The New Integration: It's Not What You Think
Traditionally, planning a general advertising campaign has meant television, radio and print media. The more people who see the message and become aware of the brand, the better. But now, with the fragmentation of TV and other media audiences and the better targeting capabilities that have come with it, direct marketers have stepped into to these media. By the same token, mass advertisers and direct marketers are deeply immersed in digital.
Professionals in traditional advertising have goals around awareness, liking, and perhaps even intention to purchase. We say that the purpose of advertising is to change minds, while the purpose of direct marketing is to change behavior.
These overarching goals make advertising and direct marketing their own distinct disciplines. What is the goal of a digital professional?
My argument is that digital goals can fall into either camp. Some digital projects have brand engagement as the goal. The digital shop may create a destination site. Other projects-ecommerce sites, most online display advertising and all search engine marketing, for example-have direct sales or response as the goal and create marketing messages. I think you get my point: Digital is not its own discipline.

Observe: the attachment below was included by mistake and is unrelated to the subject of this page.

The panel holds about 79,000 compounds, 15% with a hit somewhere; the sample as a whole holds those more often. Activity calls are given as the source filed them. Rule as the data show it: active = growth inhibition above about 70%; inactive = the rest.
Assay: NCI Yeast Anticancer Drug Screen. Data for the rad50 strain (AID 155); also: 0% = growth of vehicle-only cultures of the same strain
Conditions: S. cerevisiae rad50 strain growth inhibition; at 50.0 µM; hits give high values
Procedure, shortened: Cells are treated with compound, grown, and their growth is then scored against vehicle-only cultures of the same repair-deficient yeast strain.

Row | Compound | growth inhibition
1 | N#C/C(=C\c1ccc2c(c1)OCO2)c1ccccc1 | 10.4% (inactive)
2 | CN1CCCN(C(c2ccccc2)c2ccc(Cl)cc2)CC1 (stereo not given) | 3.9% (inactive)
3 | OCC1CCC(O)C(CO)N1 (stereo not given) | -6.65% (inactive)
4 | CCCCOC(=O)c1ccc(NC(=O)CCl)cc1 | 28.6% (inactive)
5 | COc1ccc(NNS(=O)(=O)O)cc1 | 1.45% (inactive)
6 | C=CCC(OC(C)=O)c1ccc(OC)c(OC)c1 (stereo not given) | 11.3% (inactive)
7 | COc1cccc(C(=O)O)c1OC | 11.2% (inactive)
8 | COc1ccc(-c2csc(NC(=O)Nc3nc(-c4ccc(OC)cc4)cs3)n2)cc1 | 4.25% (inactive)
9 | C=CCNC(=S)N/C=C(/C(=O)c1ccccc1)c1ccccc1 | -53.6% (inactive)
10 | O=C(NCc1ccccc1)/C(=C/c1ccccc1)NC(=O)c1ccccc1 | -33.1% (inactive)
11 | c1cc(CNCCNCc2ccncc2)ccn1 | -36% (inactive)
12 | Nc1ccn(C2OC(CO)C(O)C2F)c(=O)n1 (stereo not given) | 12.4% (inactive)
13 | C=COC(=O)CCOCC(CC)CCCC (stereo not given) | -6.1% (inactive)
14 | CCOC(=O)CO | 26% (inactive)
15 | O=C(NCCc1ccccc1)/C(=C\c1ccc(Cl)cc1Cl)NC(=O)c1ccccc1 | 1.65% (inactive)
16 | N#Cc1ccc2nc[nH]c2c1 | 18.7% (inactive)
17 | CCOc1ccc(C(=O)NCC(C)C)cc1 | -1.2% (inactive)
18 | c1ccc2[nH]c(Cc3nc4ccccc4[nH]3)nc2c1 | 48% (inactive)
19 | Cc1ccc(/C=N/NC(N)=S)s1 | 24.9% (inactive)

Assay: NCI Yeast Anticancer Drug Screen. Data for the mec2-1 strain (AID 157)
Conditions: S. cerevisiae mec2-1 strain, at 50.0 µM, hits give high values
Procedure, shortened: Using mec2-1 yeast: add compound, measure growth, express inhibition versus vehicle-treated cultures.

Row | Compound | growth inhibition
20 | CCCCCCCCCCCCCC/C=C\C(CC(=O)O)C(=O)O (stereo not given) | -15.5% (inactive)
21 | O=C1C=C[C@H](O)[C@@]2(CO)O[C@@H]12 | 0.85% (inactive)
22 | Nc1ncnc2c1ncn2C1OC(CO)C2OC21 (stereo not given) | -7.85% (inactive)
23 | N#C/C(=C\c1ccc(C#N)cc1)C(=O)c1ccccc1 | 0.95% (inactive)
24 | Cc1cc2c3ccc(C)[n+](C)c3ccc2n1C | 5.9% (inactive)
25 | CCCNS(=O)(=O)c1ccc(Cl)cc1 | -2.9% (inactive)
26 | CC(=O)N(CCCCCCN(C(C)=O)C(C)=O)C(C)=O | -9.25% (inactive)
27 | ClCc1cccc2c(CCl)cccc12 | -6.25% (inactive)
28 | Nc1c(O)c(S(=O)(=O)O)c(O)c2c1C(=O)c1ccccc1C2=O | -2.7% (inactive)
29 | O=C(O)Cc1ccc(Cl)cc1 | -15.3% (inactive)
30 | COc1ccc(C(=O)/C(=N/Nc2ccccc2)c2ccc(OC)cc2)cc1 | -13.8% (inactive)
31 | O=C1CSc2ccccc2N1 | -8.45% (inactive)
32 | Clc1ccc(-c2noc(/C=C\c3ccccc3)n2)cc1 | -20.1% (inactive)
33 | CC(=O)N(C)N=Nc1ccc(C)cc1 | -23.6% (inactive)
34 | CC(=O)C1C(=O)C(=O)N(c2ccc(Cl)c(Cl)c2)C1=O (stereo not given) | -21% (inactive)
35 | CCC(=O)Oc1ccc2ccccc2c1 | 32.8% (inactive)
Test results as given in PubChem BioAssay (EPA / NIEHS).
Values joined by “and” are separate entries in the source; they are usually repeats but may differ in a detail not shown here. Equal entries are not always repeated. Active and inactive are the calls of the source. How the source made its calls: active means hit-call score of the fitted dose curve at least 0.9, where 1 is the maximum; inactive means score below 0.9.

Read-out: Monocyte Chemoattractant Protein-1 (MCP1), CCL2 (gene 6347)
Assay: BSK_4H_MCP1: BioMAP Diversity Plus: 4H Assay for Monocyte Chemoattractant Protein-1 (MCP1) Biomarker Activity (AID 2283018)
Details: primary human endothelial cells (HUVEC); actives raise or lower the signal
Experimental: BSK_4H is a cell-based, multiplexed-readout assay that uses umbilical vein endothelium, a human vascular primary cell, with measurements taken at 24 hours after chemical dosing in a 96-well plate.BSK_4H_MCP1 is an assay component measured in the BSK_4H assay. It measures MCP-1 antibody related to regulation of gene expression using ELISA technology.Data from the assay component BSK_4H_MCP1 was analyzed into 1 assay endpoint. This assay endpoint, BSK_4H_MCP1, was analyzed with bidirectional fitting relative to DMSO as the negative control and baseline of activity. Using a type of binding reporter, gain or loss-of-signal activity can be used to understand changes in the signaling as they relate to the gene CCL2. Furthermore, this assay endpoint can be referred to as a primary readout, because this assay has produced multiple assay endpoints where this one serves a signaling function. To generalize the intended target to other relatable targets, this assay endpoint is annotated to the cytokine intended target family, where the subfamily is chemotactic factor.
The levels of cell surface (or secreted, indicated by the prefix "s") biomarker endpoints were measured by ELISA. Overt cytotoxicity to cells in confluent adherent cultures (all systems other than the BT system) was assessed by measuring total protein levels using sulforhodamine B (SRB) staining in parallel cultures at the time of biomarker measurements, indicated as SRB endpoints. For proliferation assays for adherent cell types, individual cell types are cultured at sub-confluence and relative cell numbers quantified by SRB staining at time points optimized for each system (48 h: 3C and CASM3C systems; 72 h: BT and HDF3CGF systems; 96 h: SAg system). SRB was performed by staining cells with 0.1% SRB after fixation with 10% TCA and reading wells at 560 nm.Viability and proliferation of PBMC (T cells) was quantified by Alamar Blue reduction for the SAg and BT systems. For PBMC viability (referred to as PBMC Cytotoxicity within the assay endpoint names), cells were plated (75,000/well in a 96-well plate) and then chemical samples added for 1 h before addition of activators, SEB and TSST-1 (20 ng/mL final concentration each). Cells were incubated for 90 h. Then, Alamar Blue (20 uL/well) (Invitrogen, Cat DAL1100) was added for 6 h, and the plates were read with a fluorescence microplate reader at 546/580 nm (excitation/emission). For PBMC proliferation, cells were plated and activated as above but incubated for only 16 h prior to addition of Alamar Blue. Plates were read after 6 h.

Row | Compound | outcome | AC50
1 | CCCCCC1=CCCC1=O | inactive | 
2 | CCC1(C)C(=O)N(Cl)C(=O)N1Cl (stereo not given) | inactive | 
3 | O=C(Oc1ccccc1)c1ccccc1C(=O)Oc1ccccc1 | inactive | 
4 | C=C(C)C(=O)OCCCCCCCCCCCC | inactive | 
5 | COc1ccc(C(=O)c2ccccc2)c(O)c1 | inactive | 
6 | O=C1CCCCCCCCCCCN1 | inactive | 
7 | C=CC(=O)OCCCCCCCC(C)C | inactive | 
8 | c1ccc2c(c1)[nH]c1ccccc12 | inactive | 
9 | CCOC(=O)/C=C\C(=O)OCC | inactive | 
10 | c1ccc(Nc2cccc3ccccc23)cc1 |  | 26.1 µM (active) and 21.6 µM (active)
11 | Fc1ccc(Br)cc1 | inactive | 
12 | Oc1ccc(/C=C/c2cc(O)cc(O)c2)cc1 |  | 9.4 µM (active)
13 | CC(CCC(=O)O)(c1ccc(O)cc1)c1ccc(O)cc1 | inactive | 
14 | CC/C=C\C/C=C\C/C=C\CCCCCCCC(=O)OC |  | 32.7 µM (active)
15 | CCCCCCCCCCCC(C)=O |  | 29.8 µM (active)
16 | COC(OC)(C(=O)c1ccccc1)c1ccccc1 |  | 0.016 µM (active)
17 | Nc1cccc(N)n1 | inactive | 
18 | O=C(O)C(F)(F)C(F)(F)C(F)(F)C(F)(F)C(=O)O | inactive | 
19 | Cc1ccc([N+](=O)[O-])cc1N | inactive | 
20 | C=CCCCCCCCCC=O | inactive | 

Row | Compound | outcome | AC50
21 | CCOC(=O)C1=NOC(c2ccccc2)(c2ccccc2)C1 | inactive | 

Knowing this, you can decide early on if your goals are about brand-building or direct sales. Then create your media plan.
3. Plan Holistically
Many traditionally integrated campaigns begin with a media bias. If the marketer has usually done a direct mail campaign, the plan starts with direct mail and then other components are added-email, for example, or DRTV.
For the best direct marketing results, rather than start with a media bias, start with a performance bias. If you have performance goals, start your plan with the media most likely to reach the goals. You will need to make some assumptions about response rates, but over time, your guesses will become more accurate.